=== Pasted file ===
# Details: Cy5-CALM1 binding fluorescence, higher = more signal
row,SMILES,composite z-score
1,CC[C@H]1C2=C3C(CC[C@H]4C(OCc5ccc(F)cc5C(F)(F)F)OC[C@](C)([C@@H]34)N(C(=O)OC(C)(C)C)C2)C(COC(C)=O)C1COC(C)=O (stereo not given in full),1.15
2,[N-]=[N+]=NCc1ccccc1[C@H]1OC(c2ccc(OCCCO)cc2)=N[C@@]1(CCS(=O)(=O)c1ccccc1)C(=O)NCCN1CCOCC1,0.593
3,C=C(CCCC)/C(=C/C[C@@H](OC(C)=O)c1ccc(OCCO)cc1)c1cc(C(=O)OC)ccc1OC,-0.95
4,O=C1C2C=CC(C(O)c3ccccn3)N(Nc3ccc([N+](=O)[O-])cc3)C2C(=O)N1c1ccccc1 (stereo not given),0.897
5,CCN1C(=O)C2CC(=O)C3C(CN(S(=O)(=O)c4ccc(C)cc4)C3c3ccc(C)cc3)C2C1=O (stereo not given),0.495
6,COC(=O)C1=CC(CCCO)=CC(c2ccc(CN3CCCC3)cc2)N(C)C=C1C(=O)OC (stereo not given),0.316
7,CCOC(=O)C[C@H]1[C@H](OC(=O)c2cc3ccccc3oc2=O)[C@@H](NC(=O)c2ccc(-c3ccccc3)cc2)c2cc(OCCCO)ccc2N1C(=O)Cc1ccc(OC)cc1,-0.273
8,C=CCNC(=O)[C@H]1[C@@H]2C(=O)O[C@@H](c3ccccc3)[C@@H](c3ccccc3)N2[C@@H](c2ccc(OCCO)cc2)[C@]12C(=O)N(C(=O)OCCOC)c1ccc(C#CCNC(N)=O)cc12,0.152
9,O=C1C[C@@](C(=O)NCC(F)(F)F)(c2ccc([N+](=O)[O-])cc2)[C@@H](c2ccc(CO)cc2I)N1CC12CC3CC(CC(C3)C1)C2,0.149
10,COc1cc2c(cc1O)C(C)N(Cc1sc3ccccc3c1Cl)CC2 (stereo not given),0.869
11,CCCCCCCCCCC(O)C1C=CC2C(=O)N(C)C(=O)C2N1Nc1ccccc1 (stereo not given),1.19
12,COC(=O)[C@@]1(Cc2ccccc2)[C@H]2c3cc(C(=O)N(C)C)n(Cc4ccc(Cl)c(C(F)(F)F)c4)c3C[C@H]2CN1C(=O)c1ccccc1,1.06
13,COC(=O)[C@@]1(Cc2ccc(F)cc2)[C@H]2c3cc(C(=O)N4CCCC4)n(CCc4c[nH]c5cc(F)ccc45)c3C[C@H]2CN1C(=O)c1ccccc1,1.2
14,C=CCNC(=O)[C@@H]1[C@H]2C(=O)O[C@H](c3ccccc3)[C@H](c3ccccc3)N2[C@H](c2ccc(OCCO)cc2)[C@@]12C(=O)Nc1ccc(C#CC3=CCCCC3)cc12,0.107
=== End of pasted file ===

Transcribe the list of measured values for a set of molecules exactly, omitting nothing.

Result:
# Details: Cy5-CALM1 binding fluorescence, higher = more signal
row,SMILES,composite z-score
1,CC[C@H]1C2=C3C(CC[C@H]4C(OCc5ccc(F)cc5C(F)(F)F)OC[C@](C)([C@@H]34)N(C(=O)OC(C)(C)C)C2)C(COC(C)=O)C1COC(C)=O (stereo not given in full),1.15
2,[N-]=[N+]=NCc1ccccc1[C@H]1OC(c2ccc(OCCCO)cc2)=N[C@@]1(CCS(=O)(=O)c1ccccc1)C(=O)NCCN1CCOCC1,0.593
3,C=C(CCCC)/C(=C/C[C@@H](OC(C)=O)c1ccc(OCCO)cc1)c1cc(C(=O)OC)ccc1OC,-0.95
4,O=C1C2C=CC(C(O)c3ccccn3)N(Nc3ccc([N+](=O)[O-])cc3)C2C(=O)N1c1ccccc1 (stereo not given),0.897
5,CCN1C(=O)C2CC(=O)C3C(CN(S(=O)(=O)c4ccc(C)cc4)C3c3ccc(C)cc3)C2C1=O (stereo not given),0.495
6,COC(=O)C1=CC(CCCO)=CC(c2ccc(CN3CCCC3)cc2)N(C)C=C1C(=O)OC (stereo not given),0.316
7,CCOC(=O)C[C@H]1[C@H](OC(=O)c2cc3ccccc3oc2=O)[C@@H](NC(=O)c2ccc(-c3ccccc3)cc2)c2cc(OCCCO)ccc2N1C(=O)Cc1ccc(OC)cc1,-0.273
8,C=CCNC(=O)[C@H]1[C@@H]2C(=O)O[C@@H](c3ccccc3)[C@@H](c3ccccc3)N2[C@@H](c2ccc(OCCO)cc2)[C@]12C(=O)N(C(=O)OCCOC)c1ccc(C#CCNC(N)=O)cc12,0.152
9,O=C1C[C@@](C(=O)NCC(F)(F)F)(c2ccc([N+](=O)[O-])cc2)[C@@H](c2ccc(CO)cc2I)N1CC12CC3CC(CC(C3)C1)C2,0.149
10,COc1cc2c(cc1O)C(C)N(Cc1sc3ccccc3c1Cl)CC2 (stereo not given),0.869
11,CCCCCCCCCCC(O)C1C=CC2C(=O)N(C)C(=O)C2N1Nc1ccccc1 (stereo not given),1.19
12,COC(=O)[C@@]1(Cc2ccccc2)[C@H]2c3cc(C(=O)N(C)C)n(Cc4ccc(Cl)c(C(F)(F)F)c4)c3C[C@H]2CN1C(=O)c1ccccc1,1.06
13,COC(=O)[C@@]1(Cc2ccc(F)cc2)[C@H]2c3cc(C(=O)N4CCCC4)n(CCc4c[nH]c5cc(F)ccc45)c3C[C@H]2CN1C(=O)c1ccccc1,1.2
14,C=CCNC(=O)[C@@H]1[C@H]2C(=O)O[C@H](c3ccccc3)[C@H](c3ccccc3)N2[C@H](c2ccc(OCCO)cc2)[C@@]12C(=O)Nc1ccc(C#CC3=CCCCC3)cc12,0.107